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The franchisee pays the franchisor for the business opportunity and agrees to operate the business according to the franchisor's directions. The franchisor owns all the trademarks, business methods, and supplies that it allows others to use under its contract. The difference between a franchisor's and corporation's operating a chain of stores is that the chain store has store managers who are company employees, whereas the franchise operation is owned and managed by self-employed business people.
A franchise chain is usually operated by a network of independently owned franchise owners, although some franchise chains, like McDonalds, penetrate markets with both franchised and company-owned restaurants. This is called dual distribution.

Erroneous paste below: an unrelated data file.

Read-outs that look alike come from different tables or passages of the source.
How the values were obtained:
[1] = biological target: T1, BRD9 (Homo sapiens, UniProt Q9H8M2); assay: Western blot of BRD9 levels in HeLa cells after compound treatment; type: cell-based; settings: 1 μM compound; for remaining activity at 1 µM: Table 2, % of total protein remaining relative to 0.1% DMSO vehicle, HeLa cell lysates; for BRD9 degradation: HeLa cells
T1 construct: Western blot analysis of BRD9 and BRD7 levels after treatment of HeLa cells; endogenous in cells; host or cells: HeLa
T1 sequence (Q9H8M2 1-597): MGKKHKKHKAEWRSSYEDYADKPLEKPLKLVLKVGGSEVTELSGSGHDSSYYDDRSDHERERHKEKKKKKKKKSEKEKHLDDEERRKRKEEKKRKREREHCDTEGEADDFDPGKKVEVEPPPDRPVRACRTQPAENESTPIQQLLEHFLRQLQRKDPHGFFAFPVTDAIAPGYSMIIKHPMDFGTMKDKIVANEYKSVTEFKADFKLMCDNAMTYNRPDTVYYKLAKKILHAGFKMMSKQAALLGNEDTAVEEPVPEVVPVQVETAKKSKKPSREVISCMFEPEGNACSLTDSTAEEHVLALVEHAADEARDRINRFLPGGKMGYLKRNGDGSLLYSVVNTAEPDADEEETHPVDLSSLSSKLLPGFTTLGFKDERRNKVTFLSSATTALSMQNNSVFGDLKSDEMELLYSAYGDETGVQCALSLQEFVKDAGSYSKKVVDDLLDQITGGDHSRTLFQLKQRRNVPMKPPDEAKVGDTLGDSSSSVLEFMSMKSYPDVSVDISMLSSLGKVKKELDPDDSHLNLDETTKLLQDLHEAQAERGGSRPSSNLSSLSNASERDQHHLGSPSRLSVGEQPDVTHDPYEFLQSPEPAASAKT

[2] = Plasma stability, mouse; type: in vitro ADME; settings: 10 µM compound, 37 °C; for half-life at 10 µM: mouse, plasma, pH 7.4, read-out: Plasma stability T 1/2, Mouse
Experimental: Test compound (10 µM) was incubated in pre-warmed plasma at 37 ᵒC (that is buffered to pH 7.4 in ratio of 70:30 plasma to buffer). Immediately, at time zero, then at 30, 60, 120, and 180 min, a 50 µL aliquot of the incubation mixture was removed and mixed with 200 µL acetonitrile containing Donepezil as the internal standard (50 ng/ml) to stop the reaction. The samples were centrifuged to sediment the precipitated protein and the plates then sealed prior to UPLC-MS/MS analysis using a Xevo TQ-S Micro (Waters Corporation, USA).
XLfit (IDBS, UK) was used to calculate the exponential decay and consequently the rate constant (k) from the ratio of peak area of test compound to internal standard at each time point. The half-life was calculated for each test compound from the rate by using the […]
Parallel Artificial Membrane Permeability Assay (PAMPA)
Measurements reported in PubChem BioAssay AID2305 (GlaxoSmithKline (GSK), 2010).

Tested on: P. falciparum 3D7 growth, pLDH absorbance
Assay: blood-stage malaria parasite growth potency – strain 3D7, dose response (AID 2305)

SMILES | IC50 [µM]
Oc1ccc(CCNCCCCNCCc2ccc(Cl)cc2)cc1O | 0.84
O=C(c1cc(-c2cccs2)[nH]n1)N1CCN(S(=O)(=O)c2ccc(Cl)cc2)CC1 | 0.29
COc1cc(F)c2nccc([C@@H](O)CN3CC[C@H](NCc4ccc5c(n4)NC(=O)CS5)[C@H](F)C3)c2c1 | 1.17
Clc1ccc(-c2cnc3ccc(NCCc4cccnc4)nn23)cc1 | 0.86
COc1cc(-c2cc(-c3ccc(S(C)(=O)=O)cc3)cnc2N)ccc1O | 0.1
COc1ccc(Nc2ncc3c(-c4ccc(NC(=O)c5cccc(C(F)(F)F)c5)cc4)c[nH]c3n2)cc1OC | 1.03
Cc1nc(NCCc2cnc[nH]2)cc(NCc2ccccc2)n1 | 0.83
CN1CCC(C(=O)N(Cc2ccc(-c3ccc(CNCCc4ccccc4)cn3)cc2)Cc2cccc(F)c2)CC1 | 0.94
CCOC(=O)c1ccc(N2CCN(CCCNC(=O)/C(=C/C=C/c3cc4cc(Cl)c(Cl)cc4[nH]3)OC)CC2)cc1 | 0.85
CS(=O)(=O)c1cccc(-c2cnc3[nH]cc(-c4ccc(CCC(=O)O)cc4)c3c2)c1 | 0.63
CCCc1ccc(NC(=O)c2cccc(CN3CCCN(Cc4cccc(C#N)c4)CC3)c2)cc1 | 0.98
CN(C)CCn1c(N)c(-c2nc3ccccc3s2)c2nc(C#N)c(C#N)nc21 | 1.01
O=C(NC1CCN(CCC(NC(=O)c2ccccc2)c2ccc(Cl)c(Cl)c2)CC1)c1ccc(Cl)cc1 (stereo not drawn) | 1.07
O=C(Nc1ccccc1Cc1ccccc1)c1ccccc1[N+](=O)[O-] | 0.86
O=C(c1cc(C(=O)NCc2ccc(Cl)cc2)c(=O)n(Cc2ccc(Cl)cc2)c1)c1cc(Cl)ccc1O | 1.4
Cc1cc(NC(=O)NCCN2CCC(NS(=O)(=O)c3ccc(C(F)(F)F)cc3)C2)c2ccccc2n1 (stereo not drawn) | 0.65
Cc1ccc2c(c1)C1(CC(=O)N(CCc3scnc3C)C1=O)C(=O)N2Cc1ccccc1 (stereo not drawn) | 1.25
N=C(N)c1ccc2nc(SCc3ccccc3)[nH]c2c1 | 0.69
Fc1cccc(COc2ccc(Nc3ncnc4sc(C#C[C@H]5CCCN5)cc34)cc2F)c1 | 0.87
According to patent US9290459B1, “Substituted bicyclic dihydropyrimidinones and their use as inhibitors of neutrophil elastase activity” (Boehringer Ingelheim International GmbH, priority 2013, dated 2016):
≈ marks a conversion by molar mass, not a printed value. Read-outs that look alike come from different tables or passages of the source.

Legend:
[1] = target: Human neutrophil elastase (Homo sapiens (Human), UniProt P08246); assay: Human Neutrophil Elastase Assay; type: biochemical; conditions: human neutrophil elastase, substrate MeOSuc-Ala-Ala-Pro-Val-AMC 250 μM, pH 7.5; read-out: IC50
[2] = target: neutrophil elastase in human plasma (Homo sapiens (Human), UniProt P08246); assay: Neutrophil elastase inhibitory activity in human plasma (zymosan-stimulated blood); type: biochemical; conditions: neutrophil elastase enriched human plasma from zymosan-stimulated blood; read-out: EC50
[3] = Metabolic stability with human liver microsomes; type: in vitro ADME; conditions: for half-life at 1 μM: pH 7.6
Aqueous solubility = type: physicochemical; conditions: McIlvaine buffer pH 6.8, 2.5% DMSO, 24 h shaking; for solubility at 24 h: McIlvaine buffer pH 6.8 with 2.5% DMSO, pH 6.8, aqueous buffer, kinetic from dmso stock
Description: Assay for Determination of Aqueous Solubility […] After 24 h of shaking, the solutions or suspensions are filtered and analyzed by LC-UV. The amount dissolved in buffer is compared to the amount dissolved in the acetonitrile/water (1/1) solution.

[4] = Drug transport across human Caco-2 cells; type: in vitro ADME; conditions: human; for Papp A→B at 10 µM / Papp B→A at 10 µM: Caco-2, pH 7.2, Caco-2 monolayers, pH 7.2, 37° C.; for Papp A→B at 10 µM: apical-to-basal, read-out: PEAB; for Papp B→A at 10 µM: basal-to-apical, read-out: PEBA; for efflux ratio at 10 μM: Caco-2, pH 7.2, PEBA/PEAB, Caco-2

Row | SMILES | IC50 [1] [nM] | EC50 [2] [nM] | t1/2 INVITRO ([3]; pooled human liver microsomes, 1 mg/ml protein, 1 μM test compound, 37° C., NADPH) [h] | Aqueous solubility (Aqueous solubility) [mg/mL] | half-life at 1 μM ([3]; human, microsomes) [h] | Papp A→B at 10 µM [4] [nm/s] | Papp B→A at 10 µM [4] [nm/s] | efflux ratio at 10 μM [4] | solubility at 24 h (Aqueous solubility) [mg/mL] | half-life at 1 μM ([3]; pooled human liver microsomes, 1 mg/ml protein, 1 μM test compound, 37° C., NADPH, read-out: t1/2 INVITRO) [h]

A company-owned chain is a network comprised of locations that are all owned by a single entity. All retail Starbucks locations in the U.S., for example, are owned by Starbucks - except for some in airports and bookstores that may be "licensed."
There is an article on the Franchise Foundations website discussing this difference.
Kevin B. Murphy, B.S., M.B.A., J.D.
Example of the franchise = McDonald's where individual operators own the sites but operate under the McD name.
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